I deal in hope : Carolyn R Scheidies

Blog Do I redeem my time by using it wisely?

We live in a society that is ever seeking ways to fill our time. Zip-out of bed in the morning. Zip-off to work to this or that activity or appointment. On Saturday, zip here and there—shopping, cleaning, catching up with “friends” on social media.. (There is always a to-do list.) Do we take time to slow down and rest, even on Sundays? Sundays can be very full days. Even in the midst of a pandemic, we manage to keep busy. Work happens whether it’s in the office or at home by Zoom or other media. There are still meetings to attend. School for kids takes up time, even if online.

God had something besides our hectic pace in mind when He inspired Paul to pen these words. See then that you walk circumspectly, not as fools, but as wise, Redeeming the time, because the days are evil. –Ephesians 5:15-16

What does making the most of our time even mean if it doesn’t mean filling every moment? God isn’t about wearing us out, but in building us up–mentally, physically, emotionally and spiritually. Even He got away from the crowd to pray, to rest and to be refreshed.

Making the most of our time refers to using our time wisely and in the most beneficial ways for our health and well-being–starting with a daily quiet time to start the day out with a calm, focused mind. Spending time communicating our “higher power” throughout the day, meditating on His Word helps us find direction for those hectic days.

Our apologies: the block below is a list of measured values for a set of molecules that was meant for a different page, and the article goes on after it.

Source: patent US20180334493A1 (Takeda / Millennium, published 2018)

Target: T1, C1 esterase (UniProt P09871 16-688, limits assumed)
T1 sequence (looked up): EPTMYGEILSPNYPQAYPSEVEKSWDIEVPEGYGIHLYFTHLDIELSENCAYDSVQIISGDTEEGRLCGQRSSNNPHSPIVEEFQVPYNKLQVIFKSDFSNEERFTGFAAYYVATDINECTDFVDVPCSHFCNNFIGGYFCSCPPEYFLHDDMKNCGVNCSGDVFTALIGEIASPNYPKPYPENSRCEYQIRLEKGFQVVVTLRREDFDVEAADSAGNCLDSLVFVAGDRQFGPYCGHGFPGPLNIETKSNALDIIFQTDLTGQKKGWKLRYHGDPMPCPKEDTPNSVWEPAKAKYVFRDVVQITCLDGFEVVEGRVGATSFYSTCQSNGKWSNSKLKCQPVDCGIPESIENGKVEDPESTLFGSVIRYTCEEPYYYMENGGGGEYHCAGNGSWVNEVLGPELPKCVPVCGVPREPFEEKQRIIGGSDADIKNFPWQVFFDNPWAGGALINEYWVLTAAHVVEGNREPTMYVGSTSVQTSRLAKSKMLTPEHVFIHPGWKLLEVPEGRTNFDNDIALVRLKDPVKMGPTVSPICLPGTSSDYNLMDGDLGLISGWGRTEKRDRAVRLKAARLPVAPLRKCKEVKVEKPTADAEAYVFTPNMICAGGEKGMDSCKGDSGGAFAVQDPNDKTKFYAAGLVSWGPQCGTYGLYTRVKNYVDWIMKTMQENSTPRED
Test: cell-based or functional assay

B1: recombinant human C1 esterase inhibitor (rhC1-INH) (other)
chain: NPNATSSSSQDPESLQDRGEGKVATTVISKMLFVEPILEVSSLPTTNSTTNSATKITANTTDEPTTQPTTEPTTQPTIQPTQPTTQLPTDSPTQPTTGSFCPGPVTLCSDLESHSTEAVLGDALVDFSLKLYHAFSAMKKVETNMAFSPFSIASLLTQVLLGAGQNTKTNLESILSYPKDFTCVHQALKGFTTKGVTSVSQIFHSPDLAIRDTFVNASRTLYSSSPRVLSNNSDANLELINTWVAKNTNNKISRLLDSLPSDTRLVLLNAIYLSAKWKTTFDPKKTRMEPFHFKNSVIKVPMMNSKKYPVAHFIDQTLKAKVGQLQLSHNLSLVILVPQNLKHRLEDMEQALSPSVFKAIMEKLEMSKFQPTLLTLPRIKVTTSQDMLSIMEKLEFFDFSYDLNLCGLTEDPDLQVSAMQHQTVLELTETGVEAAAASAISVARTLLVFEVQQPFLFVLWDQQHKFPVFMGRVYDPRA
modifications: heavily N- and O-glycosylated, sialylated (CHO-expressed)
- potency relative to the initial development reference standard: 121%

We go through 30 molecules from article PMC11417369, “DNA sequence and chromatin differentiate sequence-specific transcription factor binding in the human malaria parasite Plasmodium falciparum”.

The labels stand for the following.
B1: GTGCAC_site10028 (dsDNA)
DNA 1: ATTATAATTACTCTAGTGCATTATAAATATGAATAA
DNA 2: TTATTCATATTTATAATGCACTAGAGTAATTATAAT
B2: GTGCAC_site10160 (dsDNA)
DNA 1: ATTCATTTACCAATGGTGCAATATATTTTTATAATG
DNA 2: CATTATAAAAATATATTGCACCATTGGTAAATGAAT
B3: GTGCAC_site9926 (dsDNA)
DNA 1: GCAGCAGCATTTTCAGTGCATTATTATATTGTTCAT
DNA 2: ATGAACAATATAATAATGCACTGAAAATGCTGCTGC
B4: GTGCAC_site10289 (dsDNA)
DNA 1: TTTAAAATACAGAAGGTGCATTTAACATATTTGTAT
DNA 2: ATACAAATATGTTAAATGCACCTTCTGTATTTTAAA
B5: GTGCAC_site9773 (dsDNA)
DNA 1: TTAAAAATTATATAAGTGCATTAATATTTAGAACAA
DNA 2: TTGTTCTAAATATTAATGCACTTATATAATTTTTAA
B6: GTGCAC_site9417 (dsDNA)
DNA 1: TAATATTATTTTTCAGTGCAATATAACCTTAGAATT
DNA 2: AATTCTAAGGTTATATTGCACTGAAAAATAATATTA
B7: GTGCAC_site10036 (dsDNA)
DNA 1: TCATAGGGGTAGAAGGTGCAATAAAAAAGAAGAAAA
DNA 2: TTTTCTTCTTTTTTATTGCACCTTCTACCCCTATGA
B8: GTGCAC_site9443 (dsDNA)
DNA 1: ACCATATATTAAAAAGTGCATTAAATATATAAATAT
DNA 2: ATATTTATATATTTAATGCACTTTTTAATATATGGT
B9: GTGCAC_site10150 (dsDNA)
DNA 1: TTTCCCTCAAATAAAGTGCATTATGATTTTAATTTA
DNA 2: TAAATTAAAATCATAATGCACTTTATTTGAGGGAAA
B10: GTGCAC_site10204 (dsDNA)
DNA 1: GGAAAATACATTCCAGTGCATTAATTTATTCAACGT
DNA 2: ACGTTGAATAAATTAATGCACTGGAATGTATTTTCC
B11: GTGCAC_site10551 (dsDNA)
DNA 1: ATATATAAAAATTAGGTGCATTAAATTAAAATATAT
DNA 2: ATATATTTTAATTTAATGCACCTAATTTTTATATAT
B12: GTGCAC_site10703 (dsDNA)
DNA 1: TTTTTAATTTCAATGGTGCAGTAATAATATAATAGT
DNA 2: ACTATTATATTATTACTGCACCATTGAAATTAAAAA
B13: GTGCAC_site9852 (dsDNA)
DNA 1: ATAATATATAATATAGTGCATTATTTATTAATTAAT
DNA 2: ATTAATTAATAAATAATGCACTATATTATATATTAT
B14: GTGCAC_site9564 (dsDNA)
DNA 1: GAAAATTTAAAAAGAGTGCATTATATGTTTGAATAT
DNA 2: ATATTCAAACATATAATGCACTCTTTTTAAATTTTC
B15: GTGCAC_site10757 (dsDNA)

How should we spend our time? Doing so wisely means taking time for family, spouse and children–time to listen, to share, to hug, and to care. It means considering their needs important enough to be there when they need you and be 100% present, not only giving half your attention to them.

It means taking time to teach, to lead, to guide, to be an example. This type of relationship doesn’t just happen. It takes lots of time, effort, and attention.

Using time wisely means spending time with friends and neighbors, building foundations for the long-term. relationships. It means making and taking opportunities to show we care.

Using time wisely–redeeming the time–also means being careful what we put into our hearts, our minds, our homes, and our lives. This includes what we see, read, watch and play. It means time with family and friends isn’t at the bottom of our priority list.

Using time wisely doesn’t happen in a vacuum. We need to take stock of our activities and time, decide priorities and budget time for those things deemed most to least important—starting by making time for faith, family, and friends. Remember, redeeming our time is good for health mentally, emotionally, and spiritually. Let’s redeem our time for our well-being.

(C) 2021 Carolyn R Scheidies

Column in Kearney Hub published 2/15/21

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